Property taxes will go up dramatically and these taxes will simply be passed down to renters or will continue to push out retirees that can't afford dramatic changes to fixed incomes. It will also continue creating Asheville as an elitist town where only the wealthy can afford to be here. Seems hypocritical when our leaders talk about caring for millennials and affordable housing. More on this in our next article.

Higher Cost of Living

Asheville already ranks as one of the most expensive places to live in North Carolina. Our cost of living index is higher than the national average and higher than many of the cities in North Carolina. (Although the Chamber reports that we are below the national average).  (It depends on the source and it appears the Chamber's source is the only one stating that we're not above the national average.) What does that mean? Not only housing is expensive but Healthcare, Utilities and even Groceries cost more here than the national average. With an increase in property taxes and rents, that cost of living goes up even further.

Rents will increase

Approximately 40% of homes are occupied by renters (42.7%) (Source: US Census). Of those renters, 36.5% of their rent makes up at least 35% of their household income.  A single person making $2166 per month (the average per capita income), spends at least 800 on rent.  Some will tell you that those figures are even higher today as these figures from the US Census are as of 2014.  The increase in property taxes will mean an increase in rents in an area already struggling with "affordable" housing.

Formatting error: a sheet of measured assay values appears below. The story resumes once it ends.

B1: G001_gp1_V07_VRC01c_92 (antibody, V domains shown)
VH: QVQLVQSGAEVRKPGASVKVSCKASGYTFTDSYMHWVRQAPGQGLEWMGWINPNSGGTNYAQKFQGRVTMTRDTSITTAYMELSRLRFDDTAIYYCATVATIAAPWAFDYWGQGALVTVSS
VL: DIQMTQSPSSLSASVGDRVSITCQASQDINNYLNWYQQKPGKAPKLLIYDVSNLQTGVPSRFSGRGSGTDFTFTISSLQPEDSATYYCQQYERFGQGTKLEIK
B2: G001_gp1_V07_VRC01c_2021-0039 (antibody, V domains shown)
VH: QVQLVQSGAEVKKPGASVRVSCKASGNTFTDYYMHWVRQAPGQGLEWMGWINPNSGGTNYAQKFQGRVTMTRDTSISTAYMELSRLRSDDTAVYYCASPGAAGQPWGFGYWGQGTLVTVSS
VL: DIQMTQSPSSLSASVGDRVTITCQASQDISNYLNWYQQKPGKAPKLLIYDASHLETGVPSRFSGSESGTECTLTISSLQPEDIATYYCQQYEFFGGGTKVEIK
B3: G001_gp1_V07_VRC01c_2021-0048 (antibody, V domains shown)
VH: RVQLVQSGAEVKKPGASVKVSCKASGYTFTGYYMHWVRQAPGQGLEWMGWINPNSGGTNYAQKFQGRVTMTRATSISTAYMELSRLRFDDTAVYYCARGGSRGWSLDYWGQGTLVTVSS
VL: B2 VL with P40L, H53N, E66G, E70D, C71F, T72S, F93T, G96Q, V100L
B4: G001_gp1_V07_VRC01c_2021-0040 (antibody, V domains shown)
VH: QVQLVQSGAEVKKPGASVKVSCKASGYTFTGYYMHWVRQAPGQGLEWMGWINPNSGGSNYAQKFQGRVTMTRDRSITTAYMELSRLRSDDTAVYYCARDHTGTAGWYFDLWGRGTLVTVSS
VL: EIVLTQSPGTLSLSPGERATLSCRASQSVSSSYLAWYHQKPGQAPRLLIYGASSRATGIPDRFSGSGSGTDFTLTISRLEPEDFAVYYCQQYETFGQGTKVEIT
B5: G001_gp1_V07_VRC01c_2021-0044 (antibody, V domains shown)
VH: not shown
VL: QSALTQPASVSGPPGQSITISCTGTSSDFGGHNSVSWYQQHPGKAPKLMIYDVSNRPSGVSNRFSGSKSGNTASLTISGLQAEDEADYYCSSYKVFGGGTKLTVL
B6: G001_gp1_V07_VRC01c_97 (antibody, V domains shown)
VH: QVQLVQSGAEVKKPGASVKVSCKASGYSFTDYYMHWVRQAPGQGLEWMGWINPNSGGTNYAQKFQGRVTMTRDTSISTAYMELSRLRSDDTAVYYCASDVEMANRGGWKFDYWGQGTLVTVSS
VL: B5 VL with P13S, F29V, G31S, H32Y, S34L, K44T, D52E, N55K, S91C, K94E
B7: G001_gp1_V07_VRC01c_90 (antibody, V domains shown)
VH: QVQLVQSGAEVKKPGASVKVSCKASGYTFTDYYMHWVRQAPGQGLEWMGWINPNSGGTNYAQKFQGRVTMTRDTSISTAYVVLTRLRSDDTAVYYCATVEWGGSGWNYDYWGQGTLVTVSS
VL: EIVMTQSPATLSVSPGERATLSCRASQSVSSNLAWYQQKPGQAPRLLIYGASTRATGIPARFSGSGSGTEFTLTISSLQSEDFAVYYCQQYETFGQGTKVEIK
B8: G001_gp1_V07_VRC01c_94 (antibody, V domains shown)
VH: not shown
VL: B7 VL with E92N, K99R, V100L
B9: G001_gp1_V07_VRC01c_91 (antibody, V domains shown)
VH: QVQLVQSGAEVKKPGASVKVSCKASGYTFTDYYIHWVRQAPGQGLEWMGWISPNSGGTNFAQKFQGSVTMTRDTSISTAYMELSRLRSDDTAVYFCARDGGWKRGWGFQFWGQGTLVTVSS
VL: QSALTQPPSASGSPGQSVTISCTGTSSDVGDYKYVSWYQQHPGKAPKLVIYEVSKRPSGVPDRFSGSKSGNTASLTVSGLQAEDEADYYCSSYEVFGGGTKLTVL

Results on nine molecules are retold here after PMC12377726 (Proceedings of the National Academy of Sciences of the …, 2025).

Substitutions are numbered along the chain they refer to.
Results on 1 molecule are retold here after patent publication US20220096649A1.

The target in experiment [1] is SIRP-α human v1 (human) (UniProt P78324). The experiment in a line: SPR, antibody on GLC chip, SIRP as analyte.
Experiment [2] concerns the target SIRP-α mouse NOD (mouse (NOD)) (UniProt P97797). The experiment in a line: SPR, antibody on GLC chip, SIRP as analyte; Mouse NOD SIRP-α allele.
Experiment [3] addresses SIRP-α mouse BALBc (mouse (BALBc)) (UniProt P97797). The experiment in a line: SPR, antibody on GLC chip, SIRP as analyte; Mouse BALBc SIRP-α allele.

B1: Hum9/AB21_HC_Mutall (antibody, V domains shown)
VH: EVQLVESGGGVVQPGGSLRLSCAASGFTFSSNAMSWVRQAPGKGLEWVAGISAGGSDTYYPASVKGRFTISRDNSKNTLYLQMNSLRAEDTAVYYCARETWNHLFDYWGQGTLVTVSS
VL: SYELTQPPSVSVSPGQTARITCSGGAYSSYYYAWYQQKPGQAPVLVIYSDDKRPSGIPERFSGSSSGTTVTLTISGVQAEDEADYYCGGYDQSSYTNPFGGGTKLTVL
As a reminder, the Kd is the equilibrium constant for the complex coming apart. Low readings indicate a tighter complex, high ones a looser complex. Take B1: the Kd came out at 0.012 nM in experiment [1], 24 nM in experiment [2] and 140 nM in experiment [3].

Bad Assumptions

The $1748 per capita debt reported by the City is also based on several bad assumptions:
  • It assumes no other property tax increase for other debt in the next 10 years.
  • It also assumes no other increase in Buncombe County taxes (remember, we are due for a revaluation on all Buncombe County properties in 2018)
  • It assumes no Asheville City Local City tax increase  
  • This also assumes no other City debt is added to this debt.  

Why are these bad assumptions?

Property taxes will have to go up
The last property tax increase was in last years budget (2015-2016) of 1.5 cents to raise 1.5 Million. The City promised no increase in property taxes in this year's budget but then recommended this $74 million bond referendum one week after the budget passed.  Hmmm... Now we need to raise $110 Million... you can't do that with just a 4 cent increase.
Revaluation Due
We are due for a revaluation of Buncombe County property which means all property values will likely go up. Property owners will get new bills starting in 2018, not that far off.
Water System is still up in the air 
If the City loses the water system, there will be a negative impact to the City's revenue. Where will these funds come from then?

City Leaders Hypocrisy

While these bonds sound like a good thing, are they really? For all the talk by our leaders of needing good paying jobs and affordable housing, their actions are hypocritical.  Ever heard the saying, "Actions speak louder than words."?

The City has indebted it's taxpayers for greenways, $20 million of taxpayer funds to fix 2.2 miles of road for New Belgium trucks in the River Arts District and bike lanes for the 1% that it has run out of funds to maintain its streets, sidewalks, public transportation, and parks.   And, while the City and the Chamber talk endlessly about affordable housing, half of the $32 million of the bond dedicated to affordable housing is earmarked for PRIVATE DEVELOPERS and the other half to the City to buy up land. These bonds are hypocrisy in action.